Joe Sanchez, PhD

Director, Science Engagement STEM Programs, AstraZeneca

What I do: I am responsible for private-public biopharmaceutical ecosystem development and STEM educational programming for AstraZeneca, North America.

Fun fact about me: I’ve lived in a dozen different US cities and never attended the same school two years in a row until high school! I believe this is what led to my resilience and adaptability.

My favorite feature of my career: My current job is actually my passion, and what I have always done with my discretionary bandwidth no matter what job roles I’ve had.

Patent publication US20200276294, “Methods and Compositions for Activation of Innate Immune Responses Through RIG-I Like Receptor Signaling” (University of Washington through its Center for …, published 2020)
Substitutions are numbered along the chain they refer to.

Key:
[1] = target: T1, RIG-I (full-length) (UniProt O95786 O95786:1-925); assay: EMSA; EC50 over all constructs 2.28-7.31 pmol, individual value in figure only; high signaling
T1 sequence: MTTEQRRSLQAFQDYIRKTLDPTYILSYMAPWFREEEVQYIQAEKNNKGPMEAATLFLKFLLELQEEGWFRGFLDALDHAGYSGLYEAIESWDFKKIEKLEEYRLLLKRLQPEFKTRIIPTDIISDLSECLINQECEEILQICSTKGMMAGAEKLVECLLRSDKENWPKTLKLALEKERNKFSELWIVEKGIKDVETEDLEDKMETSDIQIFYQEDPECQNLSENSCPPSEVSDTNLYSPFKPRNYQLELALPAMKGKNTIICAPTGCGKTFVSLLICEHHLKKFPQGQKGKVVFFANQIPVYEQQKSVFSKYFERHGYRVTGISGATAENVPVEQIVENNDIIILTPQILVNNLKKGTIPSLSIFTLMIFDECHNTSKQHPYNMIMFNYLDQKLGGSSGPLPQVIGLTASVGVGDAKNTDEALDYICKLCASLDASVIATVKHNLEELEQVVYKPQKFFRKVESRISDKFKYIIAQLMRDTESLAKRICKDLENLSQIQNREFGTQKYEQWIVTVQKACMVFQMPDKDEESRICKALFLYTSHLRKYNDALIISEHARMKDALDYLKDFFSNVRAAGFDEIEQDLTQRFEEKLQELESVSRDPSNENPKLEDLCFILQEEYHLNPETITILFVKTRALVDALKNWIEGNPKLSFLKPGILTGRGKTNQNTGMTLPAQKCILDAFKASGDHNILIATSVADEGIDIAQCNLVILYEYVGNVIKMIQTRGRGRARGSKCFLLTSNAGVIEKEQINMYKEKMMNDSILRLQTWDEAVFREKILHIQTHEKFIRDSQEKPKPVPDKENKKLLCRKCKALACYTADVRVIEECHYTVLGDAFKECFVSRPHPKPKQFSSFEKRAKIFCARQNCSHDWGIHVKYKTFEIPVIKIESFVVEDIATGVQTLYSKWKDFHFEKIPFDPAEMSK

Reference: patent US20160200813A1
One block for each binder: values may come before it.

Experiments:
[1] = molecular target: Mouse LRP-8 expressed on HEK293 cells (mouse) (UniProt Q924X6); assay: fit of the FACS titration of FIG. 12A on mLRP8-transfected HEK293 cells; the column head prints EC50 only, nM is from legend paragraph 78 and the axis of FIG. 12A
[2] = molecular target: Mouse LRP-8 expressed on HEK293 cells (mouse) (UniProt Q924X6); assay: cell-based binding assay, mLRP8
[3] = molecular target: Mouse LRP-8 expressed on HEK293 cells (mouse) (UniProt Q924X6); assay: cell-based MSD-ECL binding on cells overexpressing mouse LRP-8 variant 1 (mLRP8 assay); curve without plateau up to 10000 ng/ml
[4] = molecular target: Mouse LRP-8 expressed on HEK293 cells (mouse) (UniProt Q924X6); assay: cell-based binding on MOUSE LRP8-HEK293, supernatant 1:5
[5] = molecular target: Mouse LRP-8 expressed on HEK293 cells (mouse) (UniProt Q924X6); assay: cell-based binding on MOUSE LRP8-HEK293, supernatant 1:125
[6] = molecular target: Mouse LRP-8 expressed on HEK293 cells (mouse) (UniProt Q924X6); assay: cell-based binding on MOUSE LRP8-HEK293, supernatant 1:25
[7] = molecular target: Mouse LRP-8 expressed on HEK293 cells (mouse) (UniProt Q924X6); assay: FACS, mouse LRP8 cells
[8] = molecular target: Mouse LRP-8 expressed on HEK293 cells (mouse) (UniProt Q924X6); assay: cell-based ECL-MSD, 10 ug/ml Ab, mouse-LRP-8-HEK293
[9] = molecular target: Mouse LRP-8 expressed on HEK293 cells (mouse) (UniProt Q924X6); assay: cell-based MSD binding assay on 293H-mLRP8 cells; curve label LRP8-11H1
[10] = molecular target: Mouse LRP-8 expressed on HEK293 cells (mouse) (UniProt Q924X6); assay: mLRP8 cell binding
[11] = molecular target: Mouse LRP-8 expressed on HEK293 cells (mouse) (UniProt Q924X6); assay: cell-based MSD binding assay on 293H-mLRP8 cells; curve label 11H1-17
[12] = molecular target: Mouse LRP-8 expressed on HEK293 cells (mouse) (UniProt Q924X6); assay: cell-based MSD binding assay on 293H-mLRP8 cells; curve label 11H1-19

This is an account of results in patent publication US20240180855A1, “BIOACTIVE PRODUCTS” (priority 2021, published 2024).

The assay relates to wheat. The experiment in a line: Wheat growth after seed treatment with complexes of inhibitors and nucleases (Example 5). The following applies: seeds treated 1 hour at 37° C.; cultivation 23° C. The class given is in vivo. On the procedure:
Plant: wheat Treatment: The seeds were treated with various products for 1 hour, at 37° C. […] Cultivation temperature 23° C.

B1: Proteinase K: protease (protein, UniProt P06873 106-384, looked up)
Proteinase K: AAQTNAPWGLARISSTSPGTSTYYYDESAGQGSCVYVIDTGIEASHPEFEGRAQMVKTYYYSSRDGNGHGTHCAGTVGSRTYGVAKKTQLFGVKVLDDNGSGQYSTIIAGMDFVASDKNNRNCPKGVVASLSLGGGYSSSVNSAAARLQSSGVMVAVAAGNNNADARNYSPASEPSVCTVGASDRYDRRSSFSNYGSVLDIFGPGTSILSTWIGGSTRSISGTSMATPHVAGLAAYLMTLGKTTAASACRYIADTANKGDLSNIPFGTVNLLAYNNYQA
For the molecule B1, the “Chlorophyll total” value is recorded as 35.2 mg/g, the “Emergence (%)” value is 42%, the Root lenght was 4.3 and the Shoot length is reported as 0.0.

My most common question: How do you know what career move to make?
You don’t. In the end, careers are supposed to resemble a biochemical pathways poster. You just have to trust that you have plenty of time to try many different things and that there is no such thing as a “right move” or a “wrong move,” only “right moves” and “left moves.” Everyone ends up right where they’re meant to be, eventually (smile).



Ashim Subedee, PhD

Ashim Subedee

Ashim Subedee, PhD

Academic Innovative Lead, Small Business Education and Entrepreneurial Development (SEED), NIH

What I do: I lead the Academic Innovation team at the NIH Small business Education and Entrepreneurial Development (SEED) Office and oversee and coordinate programs at NIH to foster academic innovation and early-stage product development including the coordination of NIH’s Proof-of-Concept Network that spans more than 100 universities and research institutions across 34 states and Puerto Rico.